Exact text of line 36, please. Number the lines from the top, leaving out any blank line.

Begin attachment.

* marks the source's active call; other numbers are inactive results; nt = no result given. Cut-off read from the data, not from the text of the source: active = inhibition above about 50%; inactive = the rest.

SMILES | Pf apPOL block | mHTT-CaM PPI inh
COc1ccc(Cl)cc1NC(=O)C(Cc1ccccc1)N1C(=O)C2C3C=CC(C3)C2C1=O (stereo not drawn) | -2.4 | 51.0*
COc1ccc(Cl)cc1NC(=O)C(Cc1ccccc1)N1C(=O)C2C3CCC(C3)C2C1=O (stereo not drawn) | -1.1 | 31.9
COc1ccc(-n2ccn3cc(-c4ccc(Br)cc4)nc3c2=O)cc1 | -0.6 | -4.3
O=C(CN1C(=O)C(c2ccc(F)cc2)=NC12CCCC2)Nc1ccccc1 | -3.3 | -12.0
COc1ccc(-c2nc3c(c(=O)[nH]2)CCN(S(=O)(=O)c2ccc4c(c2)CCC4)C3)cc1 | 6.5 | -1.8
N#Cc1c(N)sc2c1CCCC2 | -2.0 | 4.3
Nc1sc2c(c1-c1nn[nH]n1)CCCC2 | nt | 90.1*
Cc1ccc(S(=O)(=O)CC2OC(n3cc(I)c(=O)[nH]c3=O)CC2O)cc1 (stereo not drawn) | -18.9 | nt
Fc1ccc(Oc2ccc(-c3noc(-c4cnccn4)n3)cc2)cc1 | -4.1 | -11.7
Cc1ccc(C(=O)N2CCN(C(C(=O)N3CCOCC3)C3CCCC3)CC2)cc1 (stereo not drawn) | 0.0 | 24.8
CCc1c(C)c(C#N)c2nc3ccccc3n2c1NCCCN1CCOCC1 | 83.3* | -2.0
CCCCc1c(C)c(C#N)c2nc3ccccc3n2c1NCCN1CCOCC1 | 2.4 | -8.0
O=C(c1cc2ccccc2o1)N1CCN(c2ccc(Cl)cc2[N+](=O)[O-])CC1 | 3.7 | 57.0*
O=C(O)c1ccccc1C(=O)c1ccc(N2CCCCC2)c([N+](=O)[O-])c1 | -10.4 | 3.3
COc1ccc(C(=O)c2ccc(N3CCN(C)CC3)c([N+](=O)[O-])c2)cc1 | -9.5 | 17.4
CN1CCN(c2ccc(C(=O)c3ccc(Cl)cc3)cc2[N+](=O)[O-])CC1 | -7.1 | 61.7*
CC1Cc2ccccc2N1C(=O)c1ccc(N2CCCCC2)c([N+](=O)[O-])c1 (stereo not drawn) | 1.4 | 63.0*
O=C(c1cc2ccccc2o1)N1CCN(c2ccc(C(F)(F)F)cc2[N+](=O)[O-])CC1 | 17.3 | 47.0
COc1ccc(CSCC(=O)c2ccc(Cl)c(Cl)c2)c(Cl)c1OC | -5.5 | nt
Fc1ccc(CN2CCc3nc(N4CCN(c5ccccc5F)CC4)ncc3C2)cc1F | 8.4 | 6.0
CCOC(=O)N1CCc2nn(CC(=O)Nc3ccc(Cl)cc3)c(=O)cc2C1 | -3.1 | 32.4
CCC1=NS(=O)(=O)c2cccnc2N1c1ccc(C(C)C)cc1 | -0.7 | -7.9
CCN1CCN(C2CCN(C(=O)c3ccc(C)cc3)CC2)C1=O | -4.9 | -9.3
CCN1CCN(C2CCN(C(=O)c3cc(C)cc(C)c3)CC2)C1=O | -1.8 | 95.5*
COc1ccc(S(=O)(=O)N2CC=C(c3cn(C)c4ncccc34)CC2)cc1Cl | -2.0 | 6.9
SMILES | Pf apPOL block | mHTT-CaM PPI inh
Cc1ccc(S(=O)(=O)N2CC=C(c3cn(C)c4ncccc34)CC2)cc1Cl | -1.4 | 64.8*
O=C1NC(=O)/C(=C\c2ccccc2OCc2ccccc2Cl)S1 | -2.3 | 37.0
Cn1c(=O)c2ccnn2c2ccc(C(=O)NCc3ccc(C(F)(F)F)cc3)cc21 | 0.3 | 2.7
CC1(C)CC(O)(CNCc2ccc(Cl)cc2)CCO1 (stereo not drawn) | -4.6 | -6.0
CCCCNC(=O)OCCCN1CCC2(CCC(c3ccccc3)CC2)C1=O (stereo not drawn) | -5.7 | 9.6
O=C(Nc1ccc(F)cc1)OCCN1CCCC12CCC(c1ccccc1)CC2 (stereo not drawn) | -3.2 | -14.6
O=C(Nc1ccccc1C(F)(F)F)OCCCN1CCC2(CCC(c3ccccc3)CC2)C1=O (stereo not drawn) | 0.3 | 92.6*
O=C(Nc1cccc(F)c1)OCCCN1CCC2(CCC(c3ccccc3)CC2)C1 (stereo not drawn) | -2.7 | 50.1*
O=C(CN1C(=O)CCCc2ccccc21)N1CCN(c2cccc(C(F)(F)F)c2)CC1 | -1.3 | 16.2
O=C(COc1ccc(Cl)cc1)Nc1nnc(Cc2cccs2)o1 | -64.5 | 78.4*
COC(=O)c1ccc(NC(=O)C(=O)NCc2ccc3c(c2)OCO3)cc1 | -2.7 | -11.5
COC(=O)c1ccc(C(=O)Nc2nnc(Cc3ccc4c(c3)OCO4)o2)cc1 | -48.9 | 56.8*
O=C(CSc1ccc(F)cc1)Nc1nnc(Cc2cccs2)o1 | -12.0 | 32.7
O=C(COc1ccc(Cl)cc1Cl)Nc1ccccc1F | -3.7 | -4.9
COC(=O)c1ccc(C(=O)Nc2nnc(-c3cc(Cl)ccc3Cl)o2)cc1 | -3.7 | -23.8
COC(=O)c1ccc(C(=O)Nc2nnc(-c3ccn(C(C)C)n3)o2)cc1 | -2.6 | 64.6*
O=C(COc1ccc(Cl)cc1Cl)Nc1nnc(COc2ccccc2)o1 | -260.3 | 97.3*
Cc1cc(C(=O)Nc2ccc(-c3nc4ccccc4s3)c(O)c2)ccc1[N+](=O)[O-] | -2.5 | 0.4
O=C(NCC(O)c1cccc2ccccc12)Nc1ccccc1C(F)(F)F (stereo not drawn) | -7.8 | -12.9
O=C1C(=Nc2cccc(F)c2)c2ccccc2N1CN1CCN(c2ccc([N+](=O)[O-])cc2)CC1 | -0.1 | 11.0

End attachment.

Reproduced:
O=C(Nc1cccc(F)c1)OCCCN1CCC2(CCC(c3ccccc3)CC2)C1 (stereo not drawn) | -2.7 | 50.1*